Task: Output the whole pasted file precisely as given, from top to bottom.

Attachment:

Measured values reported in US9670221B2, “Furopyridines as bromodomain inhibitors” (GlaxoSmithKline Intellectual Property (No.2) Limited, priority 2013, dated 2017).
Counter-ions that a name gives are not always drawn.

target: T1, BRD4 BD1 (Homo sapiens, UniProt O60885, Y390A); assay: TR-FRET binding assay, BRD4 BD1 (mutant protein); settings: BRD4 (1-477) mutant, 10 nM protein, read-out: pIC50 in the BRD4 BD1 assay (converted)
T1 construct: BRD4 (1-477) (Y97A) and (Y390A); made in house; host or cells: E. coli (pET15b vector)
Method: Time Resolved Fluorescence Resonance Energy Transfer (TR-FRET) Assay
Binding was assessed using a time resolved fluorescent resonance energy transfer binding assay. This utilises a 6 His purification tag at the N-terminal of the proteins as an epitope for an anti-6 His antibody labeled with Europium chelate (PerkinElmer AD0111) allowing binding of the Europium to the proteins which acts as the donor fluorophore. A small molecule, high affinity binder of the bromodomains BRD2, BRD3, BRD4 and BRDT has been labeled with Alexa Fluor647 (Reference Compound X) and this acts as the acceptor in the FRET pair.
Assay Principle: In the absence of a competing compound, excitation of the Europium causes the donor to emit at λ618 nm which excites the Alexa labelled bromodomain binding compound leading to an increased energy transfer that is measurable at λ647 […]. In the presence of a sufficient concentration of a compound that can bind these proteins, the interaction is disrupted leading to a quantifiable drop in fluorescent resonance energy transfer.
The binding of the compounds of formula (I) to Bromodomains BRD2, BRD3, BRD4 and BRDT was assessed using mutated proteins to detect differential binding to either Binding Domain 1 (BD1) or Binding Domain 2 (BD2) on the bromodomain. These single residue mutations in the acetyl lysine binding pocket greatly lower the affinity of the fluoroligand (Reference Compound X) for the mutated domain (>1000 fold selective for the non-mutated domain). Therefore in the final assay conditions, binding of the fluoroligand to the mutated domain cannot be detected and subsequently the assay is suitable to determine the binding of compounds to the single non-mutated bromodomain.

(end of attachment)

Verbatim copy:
Measured values reported in US9670221B2, “Furopyridines as bromodomain inhibitors” (GlaxoSmithKline Intellectual Property (No.2) Limited, priority 2013, dated 2017).
Counter-ions that a name gives are not always drawn.

target: T1, BRD4 BD1 (Homo sapiens, UniProt O60885, Y390A); assay: TR-FRET binding assay, BRD4 BD1 (mutant protein); settings: BRD4 (1-477) mutant, 10 nM protein, read-out: pIC50 in the BRD4 BD1 assay (converted)
T1 construct: BRD4 (1-477) (Y97A) and (Y390A); made in house; host or cells: E. coli (pET15b vector)
Method: Time Resolved Fluorescence Resonance Energy Transfer (TR-FRET) Assay
Binding was assessed using a time resolved fluorescent resonance energy transfer binding assay. This utilises a 6 His purification tag at the N-terminal of the proteins as an epitope for an anti-6 His antibody labeled with Europium chelate (PerkinElmer AD0111) allowing binding of the Europium to the proteins which acts as the donor fluorophore. A small molecule, high affinity binder of the bromodomains BRD2, BRD3, BRD4 and BRDT has been labeled with Alexa Fluor647 (Reference Compound X) and this acts as the acceptor in the FRET pair.
Assay Principle: In the absence of a competing compound, excitation of the Europium causes the donor to emit at λ618 nm which excites the Alexa labelled bromodomain binding compound leading to an increased energy transfer that is measurable at λ647 […]. In the presence of a sufficient concentration of a compound that can bind these proteins, the interaction is disrupted leading to a quantifiable drop in fluorescent resonance energy transfer.
The binding of the compounds of formula (I) to Bromodomains BRD2, BRD3, BRD4 and BRDT was assessed using mutated proteins to detect differential binding to either Binding Domain 1 (BD1) or Binding Domain 2 (BD2) on the bromodomain. These single residue mutations in the acetyl lysine binding pocket greatly lower the affinity of the fluoroligand (Reference Compound X) for the mutated domain (>1000 fold selective for the non-mutated domain). Therefore in the final assay conditions, binding of the fluoroligand to the mutated domain cannot be detected and subsequently the assay is suitable to determine the binding of compounds to the single non-mutated bromodomain.